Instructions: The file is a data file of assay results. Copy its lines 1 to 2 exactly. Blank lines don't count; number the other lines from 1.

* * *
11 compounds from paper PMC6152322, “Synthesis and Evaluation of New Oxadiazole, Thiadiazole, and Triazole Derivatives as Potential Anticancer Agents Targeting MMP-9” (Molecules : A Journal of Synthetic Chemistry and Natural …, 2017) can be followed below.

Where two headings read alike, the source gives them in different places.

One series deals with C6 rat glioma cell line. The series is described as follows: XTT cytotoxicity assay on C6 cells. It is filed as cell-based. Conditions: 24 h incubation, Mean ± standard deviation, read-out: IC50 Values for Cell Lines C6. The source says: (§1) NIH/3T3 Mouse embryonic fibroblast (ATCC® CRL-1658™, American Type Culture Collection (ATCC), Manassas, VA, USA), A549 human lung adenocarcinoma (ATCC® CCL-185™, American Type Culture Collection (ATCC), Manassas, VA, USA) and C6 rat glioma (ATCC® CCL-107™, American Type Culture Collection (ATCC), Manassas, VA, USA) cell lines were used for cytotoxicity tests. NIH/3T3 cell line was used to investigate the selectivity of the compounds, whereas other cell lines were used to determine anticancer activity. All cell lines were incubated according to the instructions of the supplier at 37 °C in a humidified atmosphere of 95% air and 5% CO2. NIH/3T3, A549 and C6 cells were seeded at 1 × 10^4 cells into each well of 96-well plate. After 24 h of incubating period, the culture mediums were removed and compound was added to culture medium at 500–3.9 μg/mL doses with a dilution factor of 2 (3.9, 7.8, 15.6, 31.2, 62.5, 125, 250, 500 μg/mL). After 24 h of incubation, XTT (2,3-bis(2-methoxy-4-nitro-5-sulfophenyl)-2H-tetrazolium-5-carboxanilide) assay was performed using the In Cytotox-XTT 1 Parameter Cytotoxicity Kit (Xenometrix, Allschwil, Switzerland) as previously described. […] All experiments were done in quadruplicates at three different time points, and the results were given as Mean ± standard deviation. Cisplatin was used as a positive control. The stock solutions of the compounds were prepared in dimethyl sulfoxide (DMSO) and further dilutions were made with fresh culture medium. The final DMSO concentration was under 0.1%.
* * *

11 compounds from paper PMC6152322, “Synthesis and Evaluation of New Oxadiazole, Thiadiazole, and Triazole Derivatives as Potential Anticancer Agents Targeting MMP-9” (Molecules : A Journal of Synthetic Chemistry and Natural …, 2017) can be followed below.

Where two headings read alike, the source gives them in different places.